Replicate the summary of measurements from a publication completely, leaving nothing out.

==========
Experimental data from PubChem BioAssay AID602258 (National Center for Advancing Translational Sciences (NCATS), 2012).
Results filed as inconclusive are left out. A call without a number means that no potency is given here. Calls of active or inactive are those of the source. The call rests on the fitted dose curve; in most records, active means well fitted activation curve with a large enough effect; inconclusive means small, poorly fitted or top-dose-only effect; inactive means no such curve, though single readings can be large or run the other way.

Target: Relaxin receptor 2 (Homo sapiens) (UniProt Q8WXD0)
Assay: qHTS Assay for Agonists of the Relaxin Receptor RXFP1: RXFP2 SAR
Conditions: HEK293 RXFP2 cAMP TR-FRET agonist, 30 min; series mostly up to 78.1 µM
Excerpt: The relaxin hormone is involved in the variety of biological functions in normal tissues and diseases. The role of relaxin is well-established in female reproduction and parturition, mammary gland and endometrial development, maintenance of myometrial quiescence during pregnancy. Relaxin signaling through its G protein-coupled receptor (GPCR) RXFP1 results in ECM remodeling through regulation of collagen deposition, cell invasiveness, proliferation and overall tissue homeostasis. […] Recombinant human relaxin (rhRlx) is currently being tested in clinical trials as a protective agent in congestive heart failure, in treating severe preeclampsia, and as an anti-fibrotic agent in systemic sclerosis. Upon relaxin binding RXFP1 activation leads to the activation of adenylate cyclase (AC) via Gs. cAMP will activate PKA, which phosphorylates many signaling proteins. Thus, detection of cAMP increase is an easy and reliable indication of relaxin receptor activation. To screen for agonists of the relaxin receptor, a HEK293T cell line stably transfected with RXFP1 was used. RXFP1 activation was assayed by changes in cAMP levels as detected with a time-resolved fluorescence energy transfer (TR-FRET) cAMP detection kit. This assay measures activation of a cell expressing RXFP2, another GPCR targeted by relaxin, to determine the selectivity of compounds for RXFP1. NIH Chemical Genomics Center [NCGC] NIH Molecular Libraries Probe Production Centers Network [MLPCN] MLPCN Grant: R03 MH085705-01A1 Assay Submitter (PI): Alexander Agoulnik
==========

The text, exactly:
Experimental data from PubChem BioAssay AID602258 (National Center for Advancing Translational Sciences (NCATS), 2012).
Results filed as inconclusive are left out. A call without a number means that no potency is given here. Calls of active or inactive are those of the source. The call rests on the fitted dose curve; in most records, active means well fitted activation curve with a large enough effect; inconclusive means small, poorly fitted or top-dose-only effect; inactive means no such curve, though single readings can be large or run the other way.

Target: Relaxin receptor 2 (Homo sapiens) (UniProt Q8WXD0)
Assay: qHTS Assay for Agonists of the Relaxin Receptor RXFP1: RXFP2 SAR
Conditions: HEK293 RXFP2 cAMP TR-FRET agonist, 30 min; series mostly up to 78.1 µM
Excerpt: The relaxin hormone is involved in the variety of biological functions in normal tissues and diseases. The role of relaxin is well-established in female reproduction and parturition, mammary gland and endometrial development, maintenance of myometrial quiescence during pregnancy. Relaxin signaling through its G protein-coupled receptor (GPCR) RXFP1 results in ECM remodeling through regulation of collagen deposition, cell invasiveness, proliferation and overall tissue homeostasis. […] Recombinant human relaxin (rhRlx) is currently being tested in clinical trials as a protective agent in congestive heart failure, in treating severe preeclampsia, and as an anti-fibrotic agent in systemic sclerosis. Upon relaxin binding RXFP1 activation leads to the activation of adenylate cyclase (AC) via Gs. cAMP will activate PKA, which phosphorylates many signaling proteins. Thus, detection of cAMP increase is an easy and reliable indication of relaxin receptor activation. To screen for agonists of the relaxin receptor, a HEK293T cell line stably transfected with RXFP1 was used. RXFP1 activation was assayed by changes in cAMP levels as detected with a time-resolved fluorescence energy transfer (TR-FRET) cAMP detection kit. This assay measures activation of a cell expressing RXFP2, another GPCR targeted by relaxin, to determine the selectivity of compounds for RXFP1. NIH Chemical Genomics Center [NCGC] NIH Molecular Libraries Probe Production Centers Network [MLPCN] MLPCN Grant: R03 MH085705-01A1 Assay Submitter (PI): Alexander Agoulnik